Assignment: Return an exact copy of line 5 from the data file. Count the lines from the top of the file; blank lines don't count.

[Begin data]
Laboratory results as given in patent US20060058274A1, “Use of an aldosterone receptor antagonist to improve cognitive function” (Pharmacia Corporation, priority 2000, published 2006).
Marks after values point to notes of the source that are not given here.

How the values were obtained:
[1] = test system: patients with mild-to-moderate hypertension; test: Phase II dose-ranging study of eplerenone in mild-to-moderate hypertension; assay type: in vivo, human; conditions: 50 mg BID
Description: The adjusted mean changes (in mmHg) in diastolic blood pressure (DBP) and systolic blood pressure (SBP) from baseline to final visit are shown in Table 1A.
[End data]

Description: The adjusted mean changes (in mmHg) in diastolic blood pressure (DBP) and systolic blood pressure (SBP) from baseline to final visit are shown in Table 1A.